Exclusive: Seoul Startup DaNAgreen’s Affordable 3D Scaffolds Enables Large-Scale Cultured Meat Production

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Seoul-based startup DaNAgreen, who originally developed its proprietary scaffold that helps cells grow into a 3D structure for biomedical applications, is now making cultured meat its mission. Adapting its initial scaffolding dubbed Protinet for cell-based meat production, the startup says it can now be produced “at a price a thousand times cheaper than the original”, which can enable significant scaling-up of cultured meat production. Beyond scaffolds, DaNAgreen has also set its sights on developing a line of cells, culture media and a cultivated meat bioreactor too. 

Co-founded in 2017 by Kiwoo Kim, Jenna Ju and Jay Jee, DaNAgreen first set out to create its patented Protinet scaffold product that enables cells to attach and grow around a 3D structure for clinical applications. But last year, the company decided to take its technology and evolve into a cultured meat firm, to help accelerate the development of sustainable, crisis-resilient and ethical proteins. 

Protinet, the company’s scaffold, is made from a plant-derived protein mass and contains lots of pores where cells can live and grow. One problem was that the protein that DaNAgreen was using was expensive, so the team began to test different formulas of plant-based protein isolate and have finally come up with a cost-efficient mix that they claim is the cheapest of all available scaffold and microcarrier materials on the market. 

The price will drop further when the production scale becomes bigger.


Speaking to Green Queen, DaNAgreen said that to produce one kilogram of cultivated meat requires around 23,000 of their scaffolds – which costs just US$11.50. “And the price will drop further when the production scale becomes bigger,” the startup said.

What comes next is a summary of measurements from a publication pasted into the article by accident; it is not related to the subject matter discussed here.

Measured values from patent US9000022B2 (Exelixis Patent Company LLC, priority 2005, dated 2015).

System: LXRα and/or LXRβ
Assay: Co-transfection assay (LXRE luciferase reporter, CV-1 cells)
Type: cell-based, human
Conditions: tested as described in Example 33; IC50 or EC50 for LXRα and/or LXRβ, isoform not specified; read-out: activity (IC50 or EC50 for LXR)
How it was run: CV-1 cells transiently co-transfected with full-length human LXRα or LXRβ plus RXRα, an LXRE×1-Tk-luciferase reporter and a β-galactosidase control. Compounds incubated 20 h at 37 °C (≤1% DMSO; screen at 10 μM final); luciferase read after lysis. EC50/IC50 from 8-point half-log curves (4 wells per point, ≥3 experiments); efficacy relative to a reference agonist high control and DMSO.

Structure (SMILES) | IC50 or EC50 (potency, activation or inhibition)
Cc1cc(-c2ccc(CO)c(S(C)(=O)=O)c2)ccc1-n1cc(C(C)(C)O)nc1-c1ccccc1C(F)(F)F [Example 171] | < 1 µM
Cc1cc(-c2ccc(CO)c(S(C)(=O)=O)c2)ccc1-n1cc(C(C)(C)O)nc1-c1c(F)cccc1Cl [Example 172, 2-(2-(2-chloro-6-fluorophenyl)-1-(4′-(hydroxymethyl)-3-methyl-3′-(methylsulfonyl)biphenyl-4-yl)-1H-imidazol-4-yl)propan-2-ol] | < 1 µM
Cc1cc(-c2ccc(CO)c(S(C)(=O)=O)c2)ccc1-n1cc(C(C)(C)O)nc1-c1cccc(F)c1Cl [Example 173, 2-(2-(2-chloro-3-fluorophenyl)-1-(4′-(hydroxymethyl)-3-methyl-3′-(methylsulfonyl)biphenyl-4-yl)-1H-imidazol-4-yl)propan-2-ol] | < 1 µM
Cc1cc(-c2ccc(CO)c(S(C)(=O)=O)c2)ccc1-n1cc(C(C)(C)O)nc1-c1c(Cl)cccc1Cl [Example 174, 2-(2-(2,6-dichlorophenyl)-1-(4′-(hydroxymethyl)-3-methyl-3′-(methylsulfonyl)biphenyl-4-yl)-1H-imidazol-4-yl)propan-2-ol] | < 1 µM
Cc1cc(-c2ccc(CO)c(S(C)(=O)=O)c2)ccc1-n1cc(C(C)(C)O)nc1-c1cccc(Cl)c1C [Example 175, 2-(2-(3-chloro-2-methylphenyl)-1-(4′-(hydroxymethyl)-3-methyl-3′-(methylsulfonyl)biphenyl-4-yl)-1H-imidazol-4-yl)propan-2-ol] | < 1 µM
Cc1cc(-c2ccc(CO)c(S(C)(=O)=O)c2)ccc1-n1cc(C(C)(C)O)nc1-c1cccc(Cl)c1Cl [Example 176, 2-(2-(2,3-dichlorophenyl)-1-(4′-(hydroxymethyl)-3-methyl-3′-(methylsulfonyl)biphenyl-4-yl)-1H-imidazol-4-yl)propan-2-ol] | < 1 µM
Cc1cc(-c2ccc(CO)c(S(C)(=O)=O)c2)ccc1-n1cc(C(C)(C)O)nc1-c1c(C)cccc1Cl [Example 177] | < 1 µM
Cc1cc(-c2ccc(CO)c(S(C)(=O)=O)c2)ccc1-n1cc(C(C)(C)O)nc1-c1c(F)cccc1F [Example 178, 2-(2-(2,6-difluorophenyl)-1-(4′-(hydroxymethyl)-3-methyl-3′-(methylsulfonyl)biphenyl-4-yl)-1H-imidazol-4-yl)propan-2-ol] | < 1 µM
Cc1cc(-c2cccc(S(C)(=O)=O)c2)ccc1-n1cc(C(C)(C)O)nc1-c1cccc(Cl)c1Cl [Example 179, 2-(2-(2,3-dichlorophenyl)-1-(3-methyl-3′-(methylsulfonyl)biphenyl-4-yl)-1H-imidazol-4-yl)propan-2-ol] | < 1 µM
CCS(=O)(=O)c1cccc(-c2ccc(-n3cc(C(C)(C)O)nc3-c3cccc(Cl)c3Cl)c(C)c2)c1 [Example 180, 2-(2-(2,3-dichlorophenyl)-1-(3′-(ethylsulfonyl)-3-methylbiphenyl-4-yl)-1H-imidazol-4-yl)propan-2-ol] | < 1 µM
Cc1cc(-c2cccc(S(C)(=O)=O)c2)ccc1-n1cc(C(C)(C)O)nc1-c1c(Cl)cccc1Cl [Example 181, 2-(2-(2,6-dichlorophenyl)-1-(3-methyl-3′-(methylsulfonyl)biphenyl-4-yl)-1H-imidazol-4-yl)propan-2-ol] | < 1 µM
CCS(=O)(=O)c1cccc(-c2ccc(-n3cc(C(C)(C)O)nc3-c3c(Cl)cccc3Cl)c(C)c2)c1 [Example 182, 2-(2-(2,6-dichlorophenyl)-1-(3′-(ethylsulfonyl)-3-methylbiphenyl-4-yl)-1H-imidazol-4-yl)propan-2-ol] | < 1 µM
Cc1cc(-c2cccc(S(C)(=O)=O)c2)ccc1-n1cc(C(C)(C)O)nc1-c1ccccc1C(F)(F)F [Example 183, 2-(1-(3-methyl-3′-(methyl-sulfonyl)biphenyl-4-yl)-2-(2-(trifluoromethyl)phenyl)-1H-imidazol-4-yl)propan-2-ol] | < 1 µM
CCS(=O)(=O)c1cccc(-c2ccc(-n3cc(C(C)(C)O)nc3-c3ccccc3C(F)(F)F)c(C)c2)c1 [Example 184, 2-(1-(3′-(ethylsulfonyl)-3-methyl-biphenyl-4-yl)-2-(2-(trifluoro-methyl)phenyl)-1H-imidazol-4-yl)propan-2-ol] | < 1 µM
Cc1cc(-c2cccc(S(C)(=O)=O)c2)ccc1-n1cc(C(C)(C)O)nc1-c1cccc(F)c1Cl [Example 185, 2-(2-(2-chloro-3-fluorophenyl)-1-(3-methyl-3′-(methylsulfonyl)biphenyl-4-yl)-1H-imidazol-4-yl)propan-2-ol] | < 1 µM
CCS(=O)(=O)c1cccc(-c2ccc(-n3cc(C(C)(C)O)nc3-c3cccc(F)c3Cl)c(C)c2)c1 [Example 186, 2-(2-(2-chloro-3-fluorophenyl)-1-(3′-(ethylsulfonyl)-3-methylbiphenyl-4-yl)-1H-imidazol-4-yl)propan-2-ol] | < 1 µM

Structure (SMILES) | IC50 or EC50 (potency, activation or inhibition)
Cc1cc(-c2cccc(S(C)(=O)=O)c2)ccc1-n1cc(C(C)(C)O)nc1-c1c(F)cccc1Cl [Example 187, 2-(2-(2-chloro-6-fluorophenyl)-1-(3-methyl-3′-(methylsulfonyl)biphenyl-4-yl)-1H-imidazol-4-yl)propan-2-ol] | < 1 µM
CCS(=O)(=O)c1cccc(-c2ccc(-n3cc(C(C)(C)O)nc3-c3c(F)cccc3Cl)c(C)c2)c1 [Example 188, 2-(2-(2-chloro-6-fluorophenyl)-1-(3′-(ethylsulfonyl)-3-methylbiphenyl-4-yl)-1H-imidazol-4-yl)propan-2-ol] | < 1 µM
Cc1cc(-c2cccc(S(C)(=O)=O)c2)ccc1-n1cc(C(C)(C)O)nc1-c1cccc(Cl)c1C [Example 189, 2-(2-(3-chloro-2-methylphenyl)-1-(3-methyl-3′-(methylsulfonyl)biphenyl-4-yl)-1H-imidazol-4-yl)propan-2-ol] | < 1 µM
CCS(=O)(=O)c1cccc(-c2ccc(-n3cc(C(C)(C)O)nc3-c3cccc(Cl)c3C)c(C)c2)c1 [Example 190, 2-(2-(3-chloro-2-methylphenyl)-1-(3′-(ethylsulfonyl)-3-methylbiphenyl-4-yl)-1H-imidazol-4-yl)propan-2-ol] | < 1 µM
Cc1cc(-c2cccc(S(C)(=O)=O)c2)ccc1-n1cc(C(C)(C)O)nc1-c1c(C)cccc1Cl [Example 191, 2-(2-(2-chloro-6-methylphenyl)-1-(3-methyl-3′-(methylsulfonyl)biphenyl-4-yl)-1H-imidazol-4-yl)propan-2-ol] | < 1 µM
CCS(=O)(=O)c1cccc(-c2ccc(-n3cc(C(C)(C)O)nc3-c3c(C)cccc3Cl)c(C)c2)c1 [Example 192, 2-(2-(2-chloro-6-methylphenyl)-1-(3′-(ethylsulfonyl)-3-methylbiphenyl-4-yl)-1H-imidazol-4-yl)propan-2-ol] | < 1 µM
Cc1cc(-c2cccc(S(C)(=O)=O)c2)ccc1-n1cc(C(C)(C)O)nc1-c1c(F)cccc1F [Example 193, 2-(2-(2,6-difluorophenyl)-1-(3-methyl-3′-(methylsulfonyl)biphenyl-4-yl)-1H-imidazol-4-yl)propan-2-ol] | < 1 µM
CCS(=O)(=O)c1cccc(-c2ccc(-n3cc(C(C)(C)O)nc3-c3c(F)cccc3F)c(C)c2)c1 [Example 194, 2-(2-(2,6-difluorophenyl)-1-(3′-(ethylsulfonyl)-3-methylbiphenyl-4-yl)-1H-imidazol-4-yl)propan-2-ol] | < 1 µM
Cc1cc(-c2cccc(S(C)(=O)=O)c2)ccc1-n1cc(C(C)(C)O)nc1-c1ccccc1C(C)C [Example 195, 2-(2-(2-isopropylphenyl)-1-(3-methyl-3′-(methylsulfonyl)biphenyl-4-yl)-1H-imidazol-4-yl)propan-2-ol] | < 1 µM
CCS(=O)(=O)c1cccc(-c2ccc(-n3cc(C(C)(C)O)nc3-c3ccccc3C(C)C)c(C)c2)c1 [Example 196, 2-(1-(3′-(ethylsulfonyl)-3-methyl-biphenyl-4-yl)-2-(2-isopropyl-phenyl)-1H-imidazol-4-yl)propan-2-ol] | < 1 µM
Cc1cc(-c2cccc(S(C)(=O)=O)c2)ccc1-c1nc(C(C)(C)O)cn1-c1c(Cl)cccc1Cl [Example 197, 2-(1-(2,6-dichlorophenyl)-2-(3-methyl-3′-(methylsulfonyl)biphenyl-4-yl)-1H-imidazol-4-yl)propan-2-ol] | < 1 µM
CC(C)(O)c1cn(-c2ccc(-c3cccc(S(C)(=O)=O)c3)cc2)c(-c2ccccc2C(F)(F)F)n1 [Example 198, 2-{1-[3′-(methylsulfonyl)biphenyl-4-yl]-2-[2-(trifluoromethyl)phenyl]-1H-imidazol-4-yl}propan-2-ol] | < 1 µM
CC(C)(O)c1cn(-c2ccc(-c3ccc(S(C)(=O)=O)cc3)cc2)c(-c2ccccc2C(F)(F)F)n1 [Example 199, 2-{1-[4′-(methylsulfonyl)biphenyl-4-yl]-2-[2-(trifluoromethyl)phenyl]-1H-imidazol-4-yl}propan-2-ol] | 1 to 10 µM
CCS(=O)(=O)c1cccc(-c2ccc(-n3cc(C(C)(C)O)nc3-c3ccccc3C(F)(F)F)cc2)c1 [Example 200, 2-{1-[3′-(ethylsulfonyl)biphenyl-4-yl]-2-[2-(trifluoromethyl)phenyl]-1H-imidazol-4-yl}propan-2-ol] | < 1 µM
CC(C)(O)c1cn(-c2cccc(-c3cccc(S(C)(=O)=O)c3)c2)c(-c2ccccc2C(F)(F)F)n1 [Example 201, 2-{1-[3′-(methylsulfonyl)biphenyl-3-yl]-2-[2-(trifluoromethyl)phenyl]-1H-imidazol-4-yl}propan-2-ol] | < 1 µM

Source: DaNAgreen

While the cultivated protein industry is on a high following the landmark sale of Eat Just’s cultured chicken in Singapore after it gained the world’s first regulatory approval from authorities in December 2020, affordable scaffold material still remains a huge barrier for food techs to make their product cheap enough to go to market. 

In addition, many startups are still using gelatin-based fibres to develop cultured meat, posing an issue to ensure the product is 100% cruelty-free and suitable for vegans – though there is growing innovation within this sector. Ohio’s Matrix Meats, for instance, has created a nanofibre scaffold, while Perth-based Cass Materials is creating its biodegradable scaffolds out of nata de coco

Selling Protinet scaffolds to other cultivated meat companies is an easy option, but DaNAgreen aims to go further than that.

Source: DaNAgreen

Joining the competition is Tiamat Sciences in Brussels, who is using plant-based molecular farming technology to create a number of recombinant protein ingredients – enzymes, antibodies, scaffolding and growth factors at a fraction of the price compared to their competitors.

DaNAgreen says that like Tiamat Sciences, its goal isn’t just to produce scaffolds. Instead, it is committed to developing “all four main components of cultivated meat”, from cells to the culture media and even bioreactors

“Selling Protinet scaffolds to other cultivated meat companies is an easy option, but DaNAgreen aims to go further than that,” the startup told Green Queen, adding that its commercialisation timeline is set for the next two to three years. 

Among some of the specific projects the company already has underway is creating an animal-free replacement for fetal bovine serum (FBS), which is often used as culture media, and an entire bioreactor system that is “optimised for mass production of cultivated meat”. 

All images courtesy of DaNAgreen.


  • Sally Ho

    Sally Ho is Green Queen's former resident writer and lead reporter. Passionate about the environment, social issues and health, she is always looking into the latest climate stories in Hong Kong and beyond. A long-time vegan, she also hopes to promote healthy and plant-based lifestyle choices in Asia. Sally has a background in Politics and International Relations from her studies at the London School of Economics and Political Science.

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